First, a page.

Canning 101

I remember helping my grandparents can every summer and fall after harvest. It was a tedious practice, but very rewarding.

Canning is the process of preserving food with boiling water. When the jars are added to simmering water and then boiled, this removes any bacteria that may be inside the jars and in the food. This allows for balanced pH, which is essential in food preservation. The boiling water also tightens the lid on the jar, thus creating a vacuum-seal. Most canned goods will last 1-5 years.

The Basics

First things first, there are certain pieces of equipment you need.

Jars of assorted sizes (jars are reusable)

Lids (always use new lids)

Rings/Bands (rings/bands are reusable)

A large stockpot or pressure canner

Dish rags

Jar Tongs/Lifter

Wide-mouth funnel

Wire rack that fits the bottom of the stockpot

Getting Started

There are two types of canning – water bath canning (most commonly used) and pressure canning. It’s important to know which is best for your recipes.

Water Bath Canning

This is for high acidic foods such as fruits, jams, salsa, tomatoes, pickles, relishes, chutneys, sauces, vinegars, and condiments. This involves a pot of simmering water that is slowly brought to a boil once jars are added.

Pressure Canning

Used for preserving meats, poultry, some vegetables, chili, and fish. This involves a special device called a pressure canner.

Finding a Good Recipe

There are plenty of cookbooks and online sources. It’s important to know that with canning, there has to be a certain pH balance for the canning process to work properly. Since canning is a food preservation method, it’s crucial that the right pH is stable within the product. Recipes that you find will already have the proper amounts of acid (typically lemon juice or vinegar) added.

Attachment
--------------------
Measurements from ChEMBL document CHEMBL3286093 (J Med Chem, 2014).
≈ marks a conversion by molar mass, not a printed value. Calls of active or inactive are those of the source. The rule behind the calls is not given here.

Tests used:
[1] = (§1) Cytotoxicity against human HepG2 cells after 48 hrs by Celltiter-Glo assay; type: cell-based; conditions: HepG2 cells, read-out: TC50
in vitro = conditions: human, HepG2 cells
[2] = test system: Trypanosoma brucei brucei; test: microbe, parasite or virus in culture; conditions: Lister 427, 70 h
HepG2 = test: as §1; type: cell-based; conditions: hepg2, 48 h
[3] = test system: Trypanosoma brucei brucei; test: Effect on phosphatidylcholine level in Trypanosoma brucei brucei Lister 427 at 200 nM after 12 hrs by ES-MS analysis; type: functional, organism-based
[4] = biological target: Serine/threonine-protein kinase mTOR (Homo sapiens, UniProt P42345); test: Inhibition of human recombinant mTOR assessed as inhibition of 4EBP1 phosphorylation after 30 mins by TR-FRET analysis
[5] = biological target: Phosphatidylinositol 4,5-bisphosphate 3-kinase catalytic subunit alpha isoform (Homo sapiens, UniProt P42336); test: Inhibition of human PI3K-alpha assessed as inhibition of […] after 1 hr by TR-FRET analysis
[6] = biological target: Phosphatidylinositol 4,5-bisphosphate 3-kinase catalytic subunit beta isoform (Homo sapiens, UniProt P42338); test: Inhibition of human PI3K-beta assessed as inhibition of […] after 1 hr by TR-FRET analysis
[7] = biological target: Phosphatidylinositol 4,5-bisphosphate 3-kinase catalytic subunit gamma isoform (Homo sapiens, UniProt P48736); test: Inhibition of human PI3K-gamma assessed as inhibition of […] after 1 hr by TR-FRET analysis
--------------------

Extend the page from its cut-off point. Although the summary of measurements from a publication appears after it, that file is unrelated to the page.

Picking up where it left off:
Below are a two of my favorite family recipes.

Berry Jam ~ makes 6 half pints


4 Cups of fresh berries – raspberries, blueberries, blackberries, strawberries, huckleberries, boysenberries, or a mixture

2 Cups sugar

4 ½ Teaspoons Pectin


Combine ingredients in a large pot. Heat on medium heat until sugar dissolves then increase heat to medium-high. Bring mixture to a boil. After sugar is dissolved and berries are soft, use a masher to press berries. Continue to boil mixture, stirring frequently to prevent scorching.

Test jam by putting a spoonful on a chilled plate in the freezer for 2 minutes. While doing this, remove pot from heat. Test the jam by tilting the plate. If it runs, cook the jam longer. Check the jam every 5 minutes. If it stays put or runs slowly, the jam is ready.

Process jars in boiling water for 20 minutes. Remove jars and cool. Check lids for seal after 24 hours.

Applesauce ~ makes 8 pints


12 Lbs apples, peeled, cored, quarters (keep apples in 4 cups water and ¼ cup lemon juice mixture to prevent browning until ready to use)


3 Cups sugar, optional

4 Tablespoons lemon juice


Prepare water in a large stockpot. Heat jars in simmering water. Do not boil. Wash lids in warm soapy water and set bands aside.

Combine apples with just enough water to prevent sticking in a large saucepan. Bring to a boil over medium-high heat. Reduce heat and boil gently, stirring occasionally for 5-20 minutes until apples are tender. Remove from heat and cool 5 minutes.

Transfer apples to a food processor, working in batches. Pure until smooth.

Return apples to saucepan. Add sugar and lemon juice. Bring to a boil over medium-high heat, stirring frequently. Maintain a gentle boil while filling jars.

Lade hot applesauce into hot jars leaving ½ inch headspace. Remove air bubbles by slowly stirring applesauce. Wipe rim. Place lids on jars, apply band.

Process jars in boiling water for 20 minutes. Remove jars and cool. Check lids for seal after 24 hours.

CJ LaRose is a Senior Supervisor and Bookkeeper at The Healthy Grocer. She is passionate about gardening and living a healthy lifestyle.

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